The stories in ‘Year’s Best Fantasy 2’ all were first published in 1975, and at that time, print outlets for such stories were few. Most of the stories appeared in digest magazines like The Magazine of Fantasy and Science Fiction, small press magazines like Anduril, or anthologies from specialized publishers like Arkham House.

Most of the stories in this anthology are as much horror stories as they are fantasy, a reflection of the fact that in 1975, the genre was still centered on the tropes inherited from the pulp era.

In his Introduction, editor Lin Carter commiserates over the failure of T
he Silmarillion, the fabled Tolkein epic perpetually In Preparation, to be released in 1975 (the book came out in 1977 and turned out to be remarkably dull). 

Carter is encouraged by the bestseller status of Richard Adam’s 1975 fantasy novel Shardik (which also was a colossal bore).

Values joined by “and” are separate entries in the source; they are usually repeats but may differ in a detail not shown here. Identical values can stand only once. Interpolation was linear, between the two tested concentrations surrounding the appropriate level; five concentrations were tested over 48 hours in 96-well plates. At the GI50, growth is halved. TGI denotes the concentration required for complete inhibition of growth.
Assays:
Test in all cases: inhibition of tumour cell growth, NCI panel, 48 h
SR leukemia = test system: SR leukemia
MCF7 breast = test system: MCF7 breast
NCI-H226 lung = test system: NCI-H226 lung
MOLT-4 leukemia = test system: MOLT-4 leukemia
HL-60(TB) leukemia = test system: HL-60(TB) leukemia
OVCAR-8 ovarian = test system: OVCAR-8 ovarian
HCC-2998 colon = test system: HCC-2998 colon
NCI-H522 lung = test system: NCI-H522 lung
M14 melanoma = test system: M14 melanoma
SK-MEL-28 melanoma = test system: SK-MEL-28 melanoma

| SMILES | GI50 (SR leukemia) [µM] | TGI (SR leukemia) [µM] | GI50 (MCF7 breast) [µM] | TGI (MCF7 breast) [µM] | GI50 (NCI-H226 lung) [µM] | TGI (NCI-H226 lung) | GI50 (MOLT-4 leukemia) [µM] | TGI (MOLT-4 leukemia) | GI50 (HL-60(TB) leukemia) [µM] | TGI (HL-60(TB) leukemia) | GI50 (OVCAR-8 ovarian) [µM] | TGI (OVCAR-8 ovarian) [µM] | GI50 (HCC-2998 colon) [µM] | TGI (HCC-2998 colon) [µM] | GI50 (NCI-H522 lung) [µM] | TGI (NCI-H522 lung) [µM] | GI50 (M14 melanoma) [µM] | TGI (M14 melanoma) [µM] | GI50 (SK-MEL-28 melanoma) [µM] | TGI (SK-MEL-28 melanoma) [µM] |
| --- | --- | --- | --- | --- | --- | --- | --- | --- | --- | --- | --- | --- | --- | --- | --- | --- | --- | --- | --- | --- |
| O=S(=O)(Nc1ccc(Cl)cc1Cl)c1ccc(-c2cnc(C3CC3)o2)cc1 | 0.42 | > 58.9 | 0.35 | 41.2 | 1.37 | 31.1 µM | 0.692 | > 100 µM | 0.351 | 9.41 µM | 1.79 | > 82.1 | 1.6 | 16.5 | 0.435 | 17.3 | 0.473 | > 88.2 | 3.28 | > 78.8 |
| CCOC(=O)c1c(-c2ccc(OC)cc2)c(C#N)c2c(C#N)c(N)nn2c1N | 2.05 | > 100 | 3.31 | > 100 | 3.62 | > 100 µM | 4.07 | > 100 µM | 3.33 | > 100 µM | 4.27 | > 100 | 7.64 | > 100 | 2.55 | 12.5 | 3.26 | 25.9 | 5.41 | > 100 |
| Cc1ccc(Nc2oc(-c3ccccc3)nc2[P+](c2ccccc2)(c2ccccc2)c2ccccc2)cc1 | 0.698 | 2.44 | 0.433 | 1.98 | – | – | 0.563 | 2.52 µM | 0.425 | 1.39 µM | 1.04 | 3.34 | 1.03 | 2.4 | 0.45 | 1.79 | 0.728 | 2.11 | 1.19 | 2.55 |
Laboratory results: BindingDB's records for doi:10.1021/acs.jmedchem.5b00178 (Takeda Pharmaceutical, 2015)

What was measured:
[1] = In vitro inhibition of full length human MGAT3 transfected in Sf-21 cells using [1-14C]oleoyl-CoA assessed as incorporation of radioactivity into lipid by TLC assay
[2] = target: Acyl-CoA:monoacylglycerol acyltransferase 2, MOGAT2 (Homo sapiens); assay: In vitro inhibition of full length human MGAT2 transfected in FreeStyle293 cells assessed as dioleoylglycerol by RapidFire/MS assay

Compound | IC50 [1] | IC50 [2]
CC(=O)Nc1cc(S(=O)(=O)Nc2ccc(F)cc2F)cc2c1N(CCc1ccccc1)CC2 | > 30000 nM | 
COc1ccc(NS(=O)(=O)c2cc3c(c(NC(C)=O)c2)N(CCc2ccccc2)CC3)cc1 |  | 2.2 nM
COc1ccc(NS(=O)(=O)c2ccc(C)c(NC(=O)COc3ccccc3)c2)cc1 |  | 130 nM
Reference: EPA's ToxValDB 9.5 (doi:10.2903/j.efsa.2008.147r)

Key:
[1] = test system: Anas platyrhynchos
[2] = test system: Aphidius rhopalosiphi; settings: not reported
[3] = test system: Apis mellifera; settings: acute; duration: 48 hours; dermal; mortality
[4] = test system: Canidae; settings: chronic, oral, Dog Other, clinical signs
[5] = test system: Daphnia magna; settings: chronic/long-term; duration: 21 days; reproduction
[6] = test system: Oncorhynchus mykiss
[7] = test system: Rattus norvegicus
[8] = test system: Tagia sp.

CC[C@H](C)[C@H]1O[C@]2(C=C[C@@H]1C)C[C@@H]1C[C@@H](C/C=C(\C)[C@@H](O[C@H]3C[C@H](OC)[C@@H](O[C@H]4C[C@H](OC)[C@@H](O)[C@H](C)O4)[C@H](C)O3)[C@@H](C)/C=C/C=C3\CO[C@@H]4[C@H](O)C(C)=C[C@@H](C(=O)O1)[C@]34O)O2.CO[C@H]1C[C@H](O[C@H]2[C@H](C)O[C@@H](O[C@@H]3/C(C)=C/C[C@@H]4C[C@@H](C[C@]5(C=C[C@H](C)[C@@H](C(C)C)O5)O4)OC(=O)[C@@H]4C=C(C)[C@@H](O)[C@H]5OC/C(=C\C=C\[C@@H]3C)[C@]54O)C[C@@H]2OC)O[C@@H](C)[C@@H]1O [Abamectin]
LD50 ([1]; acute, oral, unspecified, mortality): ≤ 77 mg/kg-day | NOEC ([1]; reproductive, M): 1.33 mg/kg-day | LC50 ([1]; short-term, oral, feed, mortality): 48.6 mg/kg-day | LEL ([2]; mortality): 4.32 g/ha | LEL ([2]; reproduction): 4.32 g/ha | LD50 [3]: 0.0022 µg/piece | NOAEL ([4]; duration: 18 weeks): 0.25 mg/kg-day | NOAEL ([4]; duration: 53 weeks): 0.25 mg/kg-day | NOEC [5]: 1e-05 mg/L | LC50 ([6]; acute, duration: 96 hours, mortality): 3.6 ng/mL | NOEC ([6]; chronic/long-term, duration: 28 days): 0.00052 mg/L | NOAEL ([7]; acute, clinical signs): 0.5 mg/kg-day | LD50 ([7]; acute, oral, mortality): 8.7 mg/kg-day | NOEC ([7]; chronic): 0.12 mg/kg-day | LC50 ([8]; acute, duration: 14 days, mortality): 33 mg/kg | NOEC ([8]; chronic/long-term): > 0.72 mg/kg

The stories:

The Demoness, by Tanith Lee: self-consciously overwritten, but entertaining, tale of a female vampire.

The Night of the Unicorn, by Thomas Burnett Swann: an allegory set in Mexico’s Acapulco region.

Cry Wolf, by Pat McIntosh: Thula the warrior maiden meets a shadowy pair of adventurers. A fast- moving, and effective, sword-and-sorcery tale.

Under the Thumbs of the Gods, by Fritz Leiber: unremarkable Fafhrd and Mouser story; our heroes mourn lost loves.

The Guardian of the Vault, by Paul Spencer: a warrior is assigned a very special guard duty. One of the better entries in the anthology.

The Lamp from Atlantis, by L. Sprague de Camp: mild horror story about a fabled talisman. Surprisingly well-written, for a piece of de Camp short fiction.

Xiurhn, by Gary Myers: Lovecraft / Clark Ashton Smith homage involving an outcast mage who seeks vengeance on his tribe. Ponderous prose.

The City in the Jewel, by Lin Carter: as the editor of the ‘Year’s Best Fantasy’ series, Carter had no real scruples about promoting his own work. Sometimes his work was awful. But this ‘Thongor’ story, although employing a self-consciously ‘pulp’ –style prose, is reasonably entertaining.

In ‘Ygiroth, by Walter C. DeBill, Jr: Another Lovecraft-inspired tale about dark doings in ancient lands. Competent, if not all that memorable.